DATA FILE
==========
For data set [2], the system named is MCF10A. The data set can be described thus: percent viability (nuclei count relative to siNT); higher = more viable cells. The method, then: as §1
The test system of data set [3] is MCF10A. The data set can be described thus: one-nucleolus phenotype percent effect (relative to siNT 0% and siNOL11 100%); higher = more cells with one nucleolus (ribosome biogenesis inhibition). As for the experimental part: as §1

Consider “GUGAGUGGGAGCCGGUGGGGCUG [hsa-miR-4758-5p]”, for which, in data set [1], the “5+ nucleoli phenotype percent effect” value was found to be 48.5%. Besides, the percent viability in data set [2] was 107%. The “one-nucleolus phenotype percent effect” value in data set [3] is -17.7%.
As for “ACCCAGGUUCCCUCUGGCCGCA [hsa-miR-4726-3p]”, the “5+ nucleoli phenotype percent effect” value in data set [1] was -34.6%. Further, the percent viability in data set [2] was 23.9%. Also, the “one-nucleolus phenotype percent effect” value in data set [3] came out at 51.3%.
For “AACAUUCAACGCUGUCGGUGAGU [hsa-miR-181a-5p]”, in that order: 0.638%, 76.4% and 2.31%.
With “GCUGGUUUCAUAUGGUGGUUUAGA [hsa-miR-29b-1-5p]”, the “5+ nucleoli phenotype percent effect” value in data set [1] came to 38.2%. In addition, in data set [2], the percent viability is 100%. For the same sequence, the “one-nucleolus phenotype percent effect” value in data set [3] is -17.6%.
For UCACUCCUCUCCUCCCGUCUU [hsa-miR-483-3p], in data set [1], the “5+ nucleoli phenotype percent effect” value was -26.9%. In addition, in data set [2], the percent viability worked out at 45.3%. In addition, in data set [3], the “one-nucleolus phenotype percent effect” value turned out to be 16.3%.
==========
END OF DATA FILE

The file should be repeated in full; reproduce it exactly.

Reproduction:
For data set [2], the system named is MCF10A. The data set can be described thus: percent viability (nuclei count relative to siNT); higher = more viable cells. The method, then: as §1
The test system of data set [3] is MCF10A. The data set can be described thus: one-nucleolus phenotype percent effect (relative to siNT 0% and siNOL11 100%); higher = more cells with one nucleolus (ribosome biogenesis inhibition). As for the experimental part: as §1

Consider “GUGAGUGGGAGCCGGUGGGGCUG [hsa-miR-4758-5p]”, for which, in data set [1], the “5+ nucleoli phenotype percent effect” value was found to be 48.5%. Besides, the percent viability in data set [2] was 107%. The “one-nucleolus phenotype percent effect” value in data set [3] is -17.7%.
As for “ACCCAGGUUCCCUCUGGCCGCA [hsa-miR-4726-3p]”, the “5+ nucleoli phenotype percent effect” value in data set [1] was -34.6%. Further, the percent viability in data set [2] was 23.9%. Also, the “one-nucleolus phenotype percent effect” value in data set [3] came out at 51.3%.
For “AACAUUCAACGCUGUCGGUGAGU [hsa-miR-181a-5p]”, in that order: 0.638%, 76.4% and 2.31%.
With “GCUGGUUUCAUAUGGUGGUUUAGA [hsa-miR-29b-1-5p]”, the “5+ nucleoli phenotype percent effect” value in data set [1] came to 38.2%. In addition, in data set [2], the percent viability is 100%. For the same sequence, the “one-nucleolus phenotype percent effect” value in data set [3] is -17.6%.
For UCACUCCUCUCCUCCCGUCUU [hsa-miR-483-3p], in data set [1], the “5+ nucleoli phenotype percent effect” value was -26.9%. In addition, in data set [2], the percent viability worked out at 45.3%. In addition, in data set [3], the “one-nucleolus phenotype percent effect” value turned out to be 16.3%.